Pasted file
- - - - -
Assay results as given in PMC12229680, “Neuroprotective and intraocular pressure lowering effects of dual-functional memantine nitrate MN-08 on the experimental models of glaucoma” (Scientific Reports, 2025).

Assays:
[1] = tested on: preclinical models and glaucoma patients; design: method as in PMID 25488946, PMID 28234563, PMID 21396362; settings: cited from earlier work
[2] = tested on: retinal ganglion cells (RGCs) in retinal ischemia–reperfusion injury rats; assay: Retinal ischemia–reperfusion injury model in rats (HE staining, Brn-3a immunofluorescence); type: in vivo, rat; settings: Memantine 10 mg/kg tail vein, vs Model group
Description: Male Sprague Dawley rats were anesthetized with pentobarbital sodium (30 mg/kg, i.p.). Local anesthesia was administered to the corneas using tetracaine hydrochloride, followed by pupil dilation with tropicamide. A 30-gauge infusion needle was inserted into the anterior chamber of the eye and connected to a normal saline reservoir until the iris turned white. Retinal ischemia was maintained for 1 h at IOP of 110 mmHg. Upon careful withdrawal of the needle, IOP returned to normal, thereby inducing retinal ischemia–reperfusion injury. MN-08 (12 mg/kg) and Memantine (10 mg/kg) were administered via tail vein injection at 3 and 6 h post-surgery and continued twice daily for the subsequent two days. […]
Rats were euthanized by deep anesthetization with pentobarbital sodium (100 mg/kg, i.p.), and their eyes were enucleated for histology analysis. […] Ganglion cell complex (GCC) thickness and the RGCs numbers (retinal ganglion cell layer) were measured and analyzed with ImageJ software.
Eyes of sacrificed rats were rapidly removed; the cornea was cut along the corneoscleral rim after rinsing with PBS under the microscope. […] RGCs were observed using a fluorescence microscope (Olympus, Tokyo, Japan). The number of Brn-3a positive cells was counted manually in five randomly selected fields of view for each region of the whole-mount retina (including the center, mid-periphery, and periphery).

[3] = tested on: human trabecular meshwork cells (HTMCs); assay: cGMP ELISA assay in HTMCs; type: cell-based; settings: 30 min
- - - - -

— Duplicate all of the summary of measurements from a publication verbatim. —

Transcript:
Assay results as given in PMC12229680, “Neuroprotective and intraocular pressure lowering effects of dual-functional memantine nitrate MN-08 on the experimental models of glaucoma” (Scientific Reports, 2025).

Assays:
[1] = tested on: preclinical models and glaucoma patients; design: method as in PMID 25488946, PMID 28234563, PMID 21396362; settings: cited from earlier work
[2] = tested on: retinal ganglion cells (RGCs) in retinal ischemia–reperfusion injury rats; assay: Retinal ischemia–reperfusion injury model in rats (HE staining, Brn-3a immunofluorescence); type: in vivo, rat; settings: Memantine 10 mg/kg tail vein, vs Model group
Description: Male Sprague Dawley rats were anesthetized with pentobarbital sodium (30 mg/kg, i.p.). Local anesthesia was administered to the corneas using tetracaine hydrochloride, followed by pupil dilation with tropicamide. A 30-gauge infusion needle was inserted into the anterior chamber of the eye and connected to a normal saline reservoir until the iris turned white. Retinal ischemia was maintained for 1 h at IOP of 110 mmHg. Upon careful withdrawal of the needle, IOP returned to normal, thereby inducing retinal ischemia–reperfusion injury. MN-08 (12 mg/kg) and Memantine (10 mg/kg) were administered via tail vein injection at 3 and 6 h post-surgery and continued twice daily for the subsequent two days. […]
Rats were euthanized by deep anesthetization with pentobarbital sodium (100 mg/kg, i.p.), and their eyes were enucleated for histology analysis. […] Ganglion cell complex (GCC) thickness and the RGCs numbers (retinal ganglion cell layer) were measured and analyzed with ImageJ software.
Eyes of sacrificed rats were rapidly removed; the cornea was cut along the corneoscleral rim after rinsing with PBS under the microscope. […] RGCs were observed using a fluorescence microscope (Olympus, Tokyo, Japan). The number of Brn-3a positive cells was counted manually in five randomly selected fields of view for each region of the whole-mount retina (including the center, mid-periphery, and periphery).

[3] = tested on: human trabecular meshwork cells (HTMCs); assay: cGMP ELISA assay in HTMCs; type: cell-based; settings: 30 min